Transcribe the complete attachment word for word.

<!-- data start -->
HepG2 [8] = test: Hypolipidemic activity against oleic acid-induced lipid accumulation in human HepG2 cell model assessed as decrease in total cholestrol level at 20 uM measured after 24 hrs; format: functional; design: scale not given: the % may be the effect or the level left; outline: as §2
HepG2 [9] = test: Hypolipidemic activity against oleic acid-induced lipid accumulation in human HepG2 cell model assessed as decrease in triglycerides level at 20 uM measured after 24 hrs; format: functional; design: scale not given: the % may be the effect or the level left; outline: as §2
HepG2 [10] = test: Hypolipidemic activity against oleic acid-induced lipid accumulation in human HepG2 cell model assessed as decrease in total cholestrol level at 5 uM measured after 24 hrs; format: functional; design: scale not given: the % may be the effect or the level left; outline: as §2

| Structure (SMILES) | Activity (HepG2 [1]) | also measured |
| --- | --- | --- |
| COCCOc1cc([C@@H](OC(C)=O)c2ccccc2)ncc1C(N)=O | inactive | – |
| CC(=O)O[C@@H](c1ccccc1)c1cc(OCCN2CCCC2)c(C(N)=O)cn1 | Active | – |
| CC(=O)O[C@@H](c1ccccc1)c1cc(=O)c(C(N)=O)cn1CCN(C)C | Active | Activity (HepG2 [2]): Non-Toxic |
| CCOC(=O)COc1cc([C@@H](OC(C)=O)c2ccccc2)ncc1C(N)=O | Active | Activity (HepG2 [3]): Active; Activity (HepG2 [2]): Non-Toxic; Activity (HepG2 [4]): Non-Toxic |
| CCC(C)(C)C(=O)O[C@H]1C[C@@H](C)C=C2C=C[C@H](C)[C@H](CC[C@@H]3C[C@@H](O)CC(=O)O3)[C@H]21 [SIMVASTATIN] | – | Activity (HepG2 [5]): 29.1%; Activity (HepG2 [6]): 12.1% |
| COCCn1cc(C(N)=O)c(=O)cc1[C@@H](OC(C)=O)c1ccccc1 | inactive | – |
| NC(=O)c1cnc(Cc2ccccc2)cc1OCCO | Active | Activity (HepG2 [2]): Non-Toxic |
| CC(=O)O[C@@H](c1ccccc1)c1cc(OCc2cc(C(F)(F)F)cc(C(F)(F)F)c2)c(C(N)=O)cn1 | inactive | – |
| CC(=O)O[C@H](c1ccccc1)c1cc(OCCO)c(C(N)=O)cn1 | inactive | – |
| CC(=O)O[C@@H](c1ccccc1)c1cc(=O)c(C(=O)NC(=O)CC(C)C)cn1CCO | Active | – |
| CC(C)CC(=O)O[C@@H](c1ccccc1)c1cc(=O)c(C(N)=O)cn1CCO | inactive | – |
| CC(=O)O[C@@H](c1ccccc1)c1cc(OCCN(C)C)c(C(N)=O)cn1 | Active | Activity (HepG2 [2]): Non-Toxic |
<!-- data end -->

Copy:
HepG2 [8] = test: Hypolipidemic activity against oleic acid-induced lipid accumulation in human HepG2 cell model assessed as decrease in total cholestrol level at 20 uM measured after 24 hrs; format: functional; design: scale not given: the % may be the effect or the level left; outline: as §2
HepG2 [9] = test: Hypolipidemic activity against oleic acid-induced lipid accumulation in human HepG2 cell model assessed as decrease in triglycerides level at 20 uM measured after 24 hrs; format: functional; design: scale not given: the % may be the effect or the level left; outline: as §2
HepG2 [10] = test: Hypolipidemic activity against oleic acid-induced lipid accumulation in human HepG2 cell model assessed as decrease in total cholestrol level at 5 uM measured after 24 hrs; format: functional; design: scale not given: the % may be the effect or the level left; outline: as §2

| Structure (SMILES) | Activity (HepG2 [1]) | also measured |
| --- | --- | --- |
| COCCOc1cc([C@@H](OC(C)=O)c2ccccc2)ncc1C(N)=O | inactive | – |
| CC(=O)O[C@@H](c1ccccc1)c1cc(OCCN2CCCC2)c(C(N)=O)cn1 | Active | – |
| CC(=O)O[C@@H](c1ccccc1)c1cc(=O)c(C(N)=O)cn1CCN(C)C | Active | Activity (HepG2 [2]): Non-Toxic |
| CCOC(=O)COc1cc([C@@H](OC(C)=O)c2ccccc2)ncc1C(N)=O | Active | Activity (HepG2 [3]): Active; Activity (HepG2 [2]): Non-Toxic; Activity (HepG2 [4]): Non-Toxic |
| CCC(C)(C)C(=O)O[C@H]1C[C@@H](C)C=C2C=C[C@H](C)[C@H](CC[C@@H]3C[C@@H](O)CC(=O)O3)[C@H]21 [SIMVASTATIN] | – | Activity (HepG2 [5]): 29.1%; Activity (HepG2 [6]): 12.1% |
| COCCn1cc(C(N)=O)c(=O)cc1[C@@H](OC(C)=O)c1ccccc1 | inactive | – |
| NC(=O)c1cnc(Cc2ccccc2)cc1OCCO | Active | Activity (HepG2 [2]): Non-Toxic |
| CC(=O)O[C@@H](c1ccccc1)c1cc(OCc2cc(C(F)(F)F)cc(C(F)(F)F)c2)c(C(N)=O)cn1 | inactive | – |
| CC(=O)O[C@H](c1ccccc1)c1cc(OCCO)c(C(N)=O)cn1 | inactive | – |
| CC(=O)O[C@@H](c1ccccc1)c1cc(=O)c(C(=O)NC(=O)CC(C)C)cn1CCO | Active | – |
| CC(C)CC(=O)O[C@@H](c1ccccc1)c1cc(=O)c(C(N)=O)cn1CCO | inactive | – |
| CC(=O)O[C@@H](c1ccccc1)c1cc(OCCN(C)C)c(C(N)=O)cn1 | Active | Activity (HepG2 [2]): Non-Toxic |